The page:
English law is incredibly flexible. For most crimes like theft or criminal damage there are a large range of penalties judges can use from imprisonment, to a fine, to community payback (getting offenders to clear parks or paint nurseries or the like). Judges and magistrates are supposed to follow sentencing guidelines, but also allowed to deviate from these depending on individual circumstances. Where someone convicted feels their sentence was unduly punitive, they can appeal it.
Anyone who is accused of a crime is deemed innocent unless they admit guilt or are found guilty. The presumption is that they should retain their freedom while they wait for their trial, and if guilty, their sentence. A minority of those accused of crimes are imprisoned on remand. This minority are suspected of absconding, reoffending or "interfering with witnesses" while they wait. Men, women and children can spend months on remand yet, if acquitted, are very unlikely to get any financial compensation. Imprisonment on remand destroys lives and livelihoods just as prison sentences do.
There are hundreds of people, mostly young, many children, who are or have been imprisoned on remand or sentence as a result of the riots. Some have never been convicted of a crime before.
Judges and magistrates appear to have reacted more harshly to the perpetrators of riot offences than to others. And today at the Court of Appeal they were deciding whether the riot sentences were harsher sentences and, if so, if such harsher sentences were justified. I'm glad the sentences were appealed but concerned that the Court may say the riots were special circumstances.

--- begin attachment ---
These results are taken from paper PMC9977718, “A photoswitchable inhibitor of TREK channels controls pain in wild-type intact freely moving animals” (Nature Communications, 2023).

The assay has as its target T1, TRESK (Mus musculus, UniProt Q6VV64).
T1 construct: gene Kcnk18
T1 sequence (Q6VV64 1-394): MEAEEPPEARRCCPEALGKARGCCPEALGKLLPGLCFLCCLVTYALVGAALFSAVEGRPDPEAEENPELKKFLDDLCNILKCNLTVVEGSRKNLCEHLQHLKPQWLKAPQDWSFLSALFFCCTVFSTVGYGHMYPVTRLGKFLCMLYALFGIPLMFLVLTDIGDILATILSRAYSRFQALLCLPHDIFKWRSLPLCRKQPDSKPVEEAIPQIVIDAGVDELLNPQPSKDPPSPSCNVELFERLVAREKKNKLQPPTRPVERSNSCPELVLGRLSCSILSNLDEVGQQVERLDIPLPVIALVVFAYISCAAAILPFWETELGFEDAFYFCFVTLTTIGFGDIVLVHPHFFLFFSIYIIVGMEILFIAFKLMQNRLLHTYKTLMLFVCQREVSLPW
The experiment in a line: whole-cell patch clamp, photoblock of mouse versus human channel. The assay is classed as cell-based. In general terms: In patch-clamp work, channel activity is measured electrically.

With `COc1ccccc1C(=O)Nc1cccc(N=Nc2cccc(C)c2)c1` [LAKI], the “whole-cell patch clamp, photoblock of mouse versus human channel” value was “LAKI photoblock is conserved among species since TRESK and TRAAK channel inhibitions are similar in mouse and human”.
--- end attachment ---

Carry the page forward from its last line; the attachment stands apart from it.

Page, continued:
The riots did cause terrible damage to businesses and individuals. All perpetrators needed to be dealt with by the police, but to treat them more harshly is wrong, particularly when harsh means imprisonment. The police did get control of the riots. They are over. The question is how to stop another riot. Prevention is possible if offenders realise the damage they did and are rehabilitated. But imprisonment is unlikely to change attitudes. The prisons are overflowing and, in these circumstances, prisons can only warehouse offenders on short sentences or on remand. Community sentences and/or restorative justice offer a much better chance of rehabilitation. And an opportunity to heal community wounds. Using restorative justice, offenders learn what harm they have done, apologise to victims, and make amends. Unfortunately, in too many cases, rioters were imprisoned on remand or imprisoned on sentence or both. Maybe the riots will be a wake-up call, to show that prison is seldom the answer and that most solutions lie with the community.
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